Few courts have addressed this issue under the 2005 amendments to the Bankruptcy Code. Three courts have construed § 1322(f) to preclude the result advocated by the trustee. Here the trustee seeks denial of confirmation of the plan unless Debtor's plan payments increase by the amount of the monthly payment once the April 18, 2006 obligation is paid. This result is viewed by some courts as an attempt to prorate the 401(k) loan payments over the term of the chapter 13 plan. See In re Haley, 354 B.R. 340, 344 (Bankr.D.N.H.2006), In re Wiggs, 2006 WL 2246432 (Bankr.N.D.Ill., August 4, 2006), In re Lasowski, 375 B.R. 526 (Bankr.E.D.Ark.2007). This approach is premised on the line of cases[6] holding that the means test is mechanical and deprives the judge of discretion. Lasowski at 531. Other courts view § 1322(f) differently. In re Nowlin, 366 E.R. 670, 674 (Bankr. S.D.Tex.2007) ("[A]fter the Debtor has repaid *384 her 401(k) loan obligation . . ., the funds that were previously used to make those payments must be included as part of the Debtor's disposable income. . . .") aff'd Civil Action H-07-2446 (S.D.Tex. December 28, 2007); In re Novak, 379 B.R. 908, 911 (Bankr.D.Neb.2007) (Disagreeing with Nowlin's "projected disposable income" analysis but finding that "§ 1322(f) stands on its own and is quite clear. Only the `amounts required to repay' 401(k) loans are excluded from disposable income.")

    The calculation of "projected disposable income" in this district was first addressed in In re Edmunds, 350 B.R. 636 (Bankr. D.S.C.2006). There the court "disagree[d] with the mechanical application of the Means Test . . . find[ing] that the expense component of `projected disposable income' should be a reflection of Debtor's applicable or actual projected expenses allowed by the Means Test." Edmunds at 643. Edmunds provides for a forward looking approach to disposable income; adopted in a growing number of the cases. See also In re McPherson, 350 B.R. 38 (Bankr. W.D.Va.2006), In re Renicker, 342 B.R. 304 (Bankr.W.D.Mo.2006), In re Watson, 366 B.R. 523 (Bankr.D.Md.2007), In re Kibbe, 361 B.R. 302 (1st Cir.BAP2007), In re. Pak, 378 B.R. 257 (9th Cir.BAP2007), In re Lanning, 380 B.R. 17 (10th Cir.BAP 2007). The only contrary appellate authority appears to be In re Frederickson, 375 B.R. 829 (8th Cir.BAP2007).

    Here the Court must find "projected disposable income." It may not include "any amounts required to repay" the 401(k) loans[7]. §§ 1325(b)(1)(B), 1322(f) (emphasis added). "Courts must give effect to every provision and word in a statute and avoid any interpretation that may render statutory terms meaningless or superfluous." Discover Bank v. Vaden, 396 F.3d 366, 369 (4th Cir.2005) (citations omitted). Allowing the continued reduction of Debtor's disposable income by the amount of the 401(k) loan repayment beyond the date of the final payment would result in the deduction of more than is necessary to repay the loan. Only that amount required for repayment of the loan is deducted from the calculation of "projected disposable income." The result is the same with both the forward looking approach to disposable income under § 1325(b) or a narrow focus on loan repayment under § 1322(f).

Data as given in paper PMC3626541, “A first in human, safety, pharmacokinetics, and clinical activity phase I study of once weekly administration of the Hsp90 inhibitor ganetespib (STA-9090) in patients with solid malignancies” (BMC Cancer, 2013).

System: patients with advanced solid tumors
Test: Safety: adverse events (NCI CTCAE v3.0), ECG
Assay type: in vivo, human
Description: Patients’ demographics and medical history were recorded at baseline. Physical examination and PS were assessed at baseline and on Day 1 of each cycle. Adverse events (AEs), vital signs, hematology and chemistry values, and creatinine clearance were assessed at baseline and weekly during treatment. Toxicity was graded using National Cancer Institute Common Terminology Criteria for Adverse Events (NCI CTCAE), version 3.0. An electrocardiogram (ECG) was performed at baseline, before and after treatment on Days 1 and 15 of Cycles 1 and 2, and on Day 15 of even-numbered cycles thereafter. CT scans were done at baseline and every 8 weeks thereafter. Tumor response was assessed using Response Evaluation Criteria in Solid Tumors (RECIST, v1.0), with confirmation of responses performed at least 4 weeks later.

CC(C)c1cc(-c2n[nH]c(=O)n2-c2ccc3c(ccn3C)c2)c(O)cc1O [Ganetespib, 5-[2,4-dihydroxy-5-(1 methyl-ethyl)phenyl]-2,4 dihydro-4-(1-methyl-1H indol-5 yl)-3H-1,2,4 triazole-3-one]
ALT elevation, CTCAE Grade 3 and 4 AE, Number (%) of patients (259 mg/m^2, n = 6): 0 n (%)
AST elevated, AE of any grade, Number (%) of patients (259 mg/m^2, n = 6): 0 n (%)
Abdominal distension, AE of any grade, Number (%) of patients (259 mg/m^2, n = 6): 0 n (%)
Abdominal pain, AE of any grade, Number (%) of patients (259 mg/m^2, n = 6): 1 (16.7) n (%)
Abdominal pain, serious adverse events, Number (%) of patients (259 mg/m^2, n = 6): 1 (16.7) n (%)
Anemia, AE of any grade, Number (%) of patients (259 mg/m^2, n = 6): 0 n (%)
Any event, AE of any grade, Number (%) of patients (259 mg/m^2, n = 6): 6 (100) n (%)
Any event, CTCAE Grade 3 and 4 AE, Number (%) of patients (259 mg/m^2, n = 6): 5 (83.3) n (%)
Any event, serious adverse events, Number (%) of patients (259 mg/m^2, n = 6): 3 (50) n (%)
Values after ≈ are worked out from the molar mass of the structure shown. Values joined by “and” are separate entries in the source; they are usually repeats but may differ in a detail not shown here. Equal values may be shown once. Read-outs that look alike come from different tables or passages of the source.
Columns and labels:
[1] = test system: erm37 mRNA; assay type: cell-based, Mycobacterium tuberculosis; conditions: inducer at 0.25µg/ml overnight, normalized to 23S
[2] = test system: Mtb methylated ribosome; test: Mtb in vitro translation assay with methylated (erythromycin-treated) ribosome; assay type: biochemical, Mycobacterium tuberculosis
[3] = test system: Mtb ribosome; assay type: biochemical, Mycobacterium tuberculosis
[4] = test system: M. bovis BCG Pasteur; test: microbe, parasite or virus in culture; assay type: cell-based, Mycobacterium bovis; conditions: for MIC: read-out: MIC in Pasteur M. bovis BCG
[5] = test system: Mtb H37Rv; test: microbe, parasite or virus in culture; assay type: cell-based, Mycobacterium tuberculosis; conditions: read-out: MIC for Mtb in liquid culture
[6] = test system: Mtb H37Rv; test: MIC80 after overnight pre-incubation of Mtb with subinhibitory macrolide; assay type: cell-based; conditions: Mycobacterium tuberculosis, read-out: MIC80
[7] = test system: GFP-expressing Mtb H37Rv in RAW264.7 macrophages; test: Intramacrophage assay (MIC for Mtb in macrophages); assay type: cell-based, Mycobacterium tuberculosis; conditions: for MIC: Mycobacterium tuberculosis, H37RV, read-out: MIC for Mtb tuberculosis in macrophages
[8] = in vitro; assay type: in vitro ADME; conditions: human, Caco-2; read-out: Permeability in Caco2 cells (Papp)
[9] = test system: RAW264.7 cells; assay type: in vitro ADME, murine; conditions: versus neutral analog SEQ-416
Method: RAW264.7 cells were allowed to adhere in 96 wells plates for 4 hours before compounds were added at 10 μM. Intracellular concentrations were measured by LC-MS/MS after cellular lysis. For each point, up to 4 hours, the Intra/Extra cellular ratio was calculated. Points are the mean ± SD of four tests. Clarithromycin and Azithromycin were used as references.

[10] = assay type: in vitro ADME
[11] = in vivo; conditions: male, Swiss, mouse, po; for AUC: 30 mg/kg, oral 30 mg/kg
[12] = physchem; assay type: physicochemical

Once the April 18, 2006 loan is repaid Debtor will have a greater amount of "projected disposable income." A revised calculation of § 1325(b)(2) disposable income on Line 58 of Form B22C, omitting the $214.96 per pay period deduction, continues to result in a negative amount of disposable income. Debtor and the trustee invite the Court to step into the quagmire of the calculation of disposable income in order to arrive at a monthly plan payment. This invitation is premised in part on a flawed view of the purpose of the means test calculation. The means test calculation is that, a calculation, and nothing *385 more. "Its purpose is to determine the amount of the debtor's disposable income that must be returned to unsecured creditors over the life of the plan. It does not, by itself, establish the debtor's plan payment nor the order in which claims will be paid." Novak at 911 (emphasis added). In other words the means test, even under the mathematical calculation line of cases, simply establishes a floor for the dividend to unsecured creditors. See also Edmunds at 644.

    The trustee argues that Debtor should be restricted to expenses reflected on Schedule J and should, after completing the 401(k) loan repayment, make all of that money available for distribution under the plan. This would significantly increase the dividend to unsecured creditors. Debtor, on the other hand, argues that after months of sacrifice to repay the 401(k) loan he should be permitted to use the funds to increase expenditure for his living expenses. Edmunds and the other forward looking expense cases do not go so far as to require the wholesale substitution of. Schedule J expenses for those "reasonably necessary to be expended" and determined in accordance with § 707(b)(2)(A) and (B). Nor, in this instance, must the Court become mired in the review or approval of each individual line item for expenses.